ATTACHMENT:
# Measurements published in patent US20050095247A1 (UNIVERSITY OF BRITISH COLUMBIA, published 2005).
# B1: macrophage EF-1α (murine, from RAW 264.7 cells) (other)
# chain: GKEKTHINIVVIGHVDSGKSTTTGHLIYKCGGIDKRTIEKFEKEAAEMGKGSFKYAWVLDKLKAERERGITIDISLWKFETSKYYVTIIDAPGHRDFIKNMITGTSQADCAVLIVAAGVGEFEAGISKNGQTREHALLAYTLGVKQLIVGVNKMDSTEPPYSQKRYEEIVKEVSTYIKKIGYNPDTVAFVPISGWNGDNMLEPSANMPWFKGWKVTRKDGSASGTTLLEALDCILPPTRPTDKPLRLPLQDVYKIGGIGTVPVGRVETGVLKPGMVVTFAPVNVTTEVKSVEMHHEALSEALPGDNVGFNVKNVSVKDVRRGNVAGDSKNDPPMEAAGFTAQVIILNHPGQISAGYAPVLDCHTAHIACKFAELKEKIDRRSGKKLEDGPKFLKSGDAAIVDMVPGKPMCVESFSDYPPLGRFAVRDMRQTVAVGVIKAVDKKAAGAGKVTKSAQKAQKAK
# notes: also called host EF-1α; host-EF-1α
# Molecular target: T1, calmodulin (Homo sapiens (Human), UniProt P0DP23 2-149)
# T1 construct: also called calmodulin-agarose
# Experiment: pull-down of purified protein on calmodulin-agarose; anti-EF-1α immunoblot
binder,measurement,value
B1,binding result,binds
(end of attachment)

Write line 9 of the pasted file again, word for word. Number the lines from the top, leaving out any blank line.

B1,binding result,binds